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Wade, Benjamin Martin (1883–1958)

by Bruce Mitchell

This article was published in Australian Dictionary of Biography, Volume 12, (MUP), 1990

Benjamin Martin Wade (1883-1958), building contractor, businessman and politician, was born on 12 July 1883 at Tenterden, New South Wales, eighth child of William Martin Wade, a blacksmith from England, and his native-born wife Anne, née Hogan. Educated at Stannifer and Inverell Superior public schools, Ben worked briefly for the Department of Lands at Narrabri, then tried teaching, before going to Sydney to learn the building trade.

Establishing a successful business at Inverell about 1907, Wade won building contracts there and in neighbouring towns. By 1909 he had bought a brickworks and later owned five timber-mills. After marrying Bertha Mathilde Oberle (d.1923) on 18 April 1917 at St Patrick's Catholic Church, Laidley, Queensland, he bought into F. & E. Thomas, cordial manufacturers, and began making ice-cream; by 1923 he held the controlling interest. He was a director of Kautz Pty Ltd, bakers and pastry-cooks, ran the Inverell picture theatre and an undertaking business, and held four grazing properties; in 1931 he began to grow tobacco as a share-farmer. On 10 January 1927 at the Sacred Heart Church, Randwick, Sydney, he had married a widow Claire Vaughan Reece, née Williams (d.1952).

Having unsuccessfully contested the New South Wales Legislative Assembly seat of Barwon for the Country Party in 1930, Wade won it in 1932 and held it until he resigned in 1940. With the confidence of a 'self-made' man, in parliament he spoke often and on a wide range of issues, expressing the rural populism of the time. He frequently criticized the Stevens-Bruxner coalition, and opposed D. H. Drummond on technical education and on a new public library for Sydney. Engaging in heated exchanges with Labor members, he wanted all industrial awards cancelled, a 48-hour week, lower taxes, lower bank interest and lower solicitors' fees. Although attempts were made in the House to discredit him in 1934, he was appointed chairman of the 1936-37 select committee inquiry into the tobacco industry and in 1941 became a member of the Australian Tobacco Board.

Defeated for the Federal seat of Gwydir in 1940 and 1946, Wade also failed in 1944 to regain his State seat. By 1950, when he unsuccessfully sought endorsement for Bruxner's seat of Tenterfield, his outspokenness had left him with few friends in the party hierarchy. Standing as an Independent, he lost to Bruxner.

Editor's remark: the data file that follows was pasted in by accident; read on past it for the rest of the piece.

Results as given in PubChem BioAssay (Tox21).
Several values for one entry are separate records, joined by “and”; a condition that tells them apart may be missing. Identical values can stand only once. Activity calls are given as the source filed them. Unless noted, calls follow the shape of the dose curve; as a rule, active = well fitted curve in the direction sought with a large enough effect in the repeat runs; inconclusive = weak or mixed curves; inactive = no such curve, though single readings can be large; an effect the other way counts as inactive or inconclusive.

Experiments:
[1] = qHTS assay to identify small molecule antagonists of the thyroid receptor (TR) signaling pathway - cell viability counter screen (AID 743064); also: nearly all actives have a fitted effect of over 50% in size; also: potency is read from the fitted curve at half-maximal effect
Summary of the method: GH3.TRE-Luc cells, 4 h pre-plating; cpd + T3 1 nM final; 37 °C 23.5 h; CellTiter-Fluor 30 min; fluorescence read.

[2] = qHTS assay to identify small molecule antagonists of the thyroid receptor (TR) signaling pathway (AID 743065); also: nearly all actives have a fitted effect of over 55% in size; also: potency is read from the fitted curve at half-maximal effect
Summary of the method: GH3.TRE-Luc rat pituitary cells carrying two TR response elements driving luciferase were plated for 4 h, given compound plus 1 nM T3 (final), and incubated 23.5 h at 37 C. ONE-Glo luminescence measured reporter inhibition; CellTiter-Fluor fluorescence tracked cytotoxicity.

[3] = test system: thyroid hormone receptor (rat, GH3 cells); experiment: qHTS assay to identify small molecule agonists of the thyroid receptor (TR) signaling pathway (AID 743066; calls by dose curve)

Wade had been chairman of the local railway league in 1923 and was a member of the North-West County Council (1940-51, 1954-58), the Better Communications League and the New England Regional Committee. An alderman on Inverell Municipal Council (1921-23, 1948-52, 1953-58) and mayor in 1956-58, he was a member of the local Chamber of Commerce and the Pastoral and Agricultural Association, as well as of the Graziers' Association of New South Wales.

Ben Wade was a big man with an 'open countenance'. He belonged to the New South Wales Rifle Association and regularly contested the King's prize; he also enjoyed bowling, fishing and gardening. A diabetic, on 21 May 1953 he married a nurse Lillian May Sanderson in the sacristy of the Sacred Heart Church, Inverell. Survived by his wife, and by a son and two daughters from each of his previous marriages, he died on 20 December 1958 at Inverell and was buried in the local cemetery.

Select Bibliography

  • D. Aitkin, The Country Party in New South Wales (Canb, 1972)
  • E. Wiedemann, World of its Own (Inverell, NSW, 1981)
  • Parliamentary Debates (New South Wales), 27 June 1934, p 1350
  • Parliamentary Papers (New South Wales), 1937-38, 1, p 933
  • Australian Country Party, 1 Jan 1935
  • Inverell Times, 3, 22, 24 Dec 1958.

Citation details

Bruce Mitchell, 'Wade, Benjamin Martin (1883–1958)', Australian Dictionary of Biography, National Centre of Biography, Australian National University, http://adb.anu.edu.au/biography/wade-benjamin-martin-8937/text15705, published first in hardcopy 1990, accessed online 16 January 2019.

This article was first published in hardcopy in Australian Dictionary of Biography, Volume 12, (MUP), 1990

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